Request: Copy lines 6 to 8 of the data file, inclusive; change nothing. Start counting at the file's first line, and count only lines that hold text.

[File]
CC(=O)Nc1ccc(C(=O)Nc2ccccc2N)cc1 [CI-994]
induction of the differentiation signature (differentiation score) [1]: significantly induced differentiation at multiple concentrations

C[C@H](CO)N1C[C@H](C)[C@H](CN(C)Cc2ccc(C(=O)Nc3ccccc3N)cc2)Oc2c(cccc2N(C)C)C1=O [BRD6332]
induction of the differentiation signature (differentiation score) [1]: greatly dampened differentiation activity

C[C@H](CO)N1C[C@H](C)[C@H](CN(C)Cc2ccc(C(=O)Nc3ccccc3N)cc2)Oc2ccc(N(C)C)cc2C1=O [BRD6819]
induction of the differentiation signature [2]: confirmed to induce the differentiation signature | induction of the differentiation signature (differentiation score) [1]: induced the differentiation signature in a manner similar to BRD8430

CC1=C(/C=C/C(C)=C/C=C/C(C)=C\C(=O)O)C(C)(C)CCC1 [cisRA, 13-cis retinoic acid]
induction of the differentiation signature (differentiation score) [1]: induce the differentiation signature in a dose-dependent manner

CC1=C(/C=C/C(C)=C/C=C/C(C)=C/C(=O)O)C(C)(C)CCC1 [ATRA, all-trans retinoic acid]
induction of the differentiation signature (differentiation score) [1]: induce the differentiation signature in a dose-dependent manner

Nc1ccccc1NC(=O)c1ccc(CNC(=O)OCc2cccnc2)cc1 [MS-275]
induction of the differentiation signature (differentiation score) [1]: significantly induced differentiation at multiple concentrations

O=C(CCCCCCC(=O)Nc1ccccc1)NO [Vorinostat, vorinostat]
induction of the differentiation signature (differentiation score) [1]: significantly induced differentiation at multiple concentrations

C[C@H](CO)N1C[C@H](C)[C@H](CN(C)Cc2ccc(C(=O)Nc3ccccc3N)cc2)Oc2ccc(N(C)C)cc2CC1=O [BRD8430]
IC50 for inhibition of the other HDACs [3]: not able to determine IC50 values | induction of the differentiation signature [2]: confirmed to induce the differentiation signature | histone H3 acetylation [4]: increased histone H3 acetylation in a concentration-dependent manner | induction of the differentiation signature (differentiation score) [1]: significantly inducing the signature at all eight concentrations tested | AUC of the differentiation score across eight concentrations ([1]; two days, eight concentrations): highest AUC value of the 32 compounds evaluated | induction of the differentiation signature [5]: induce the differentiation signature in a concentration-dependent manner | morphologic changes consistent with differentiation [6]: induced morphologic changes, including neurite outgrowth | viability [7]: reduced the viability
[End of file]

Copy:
induction of the differentiation signature [2]: confirmed to induce the differentiation signature | induction of the differentiation signature (differentiation score) [1]: induced the differentiation signature in a manner similar to BRD8430

CC1=C(/C=C/C(C)=C/C=C/C(C)=C\C(=O)O)C(C)(C)CCC1 [cisRA, 13-cis retinoic acid]
induction of the differentiation signature (differentiation score) [1]: induce the differentiation signature in a dose-dependent manner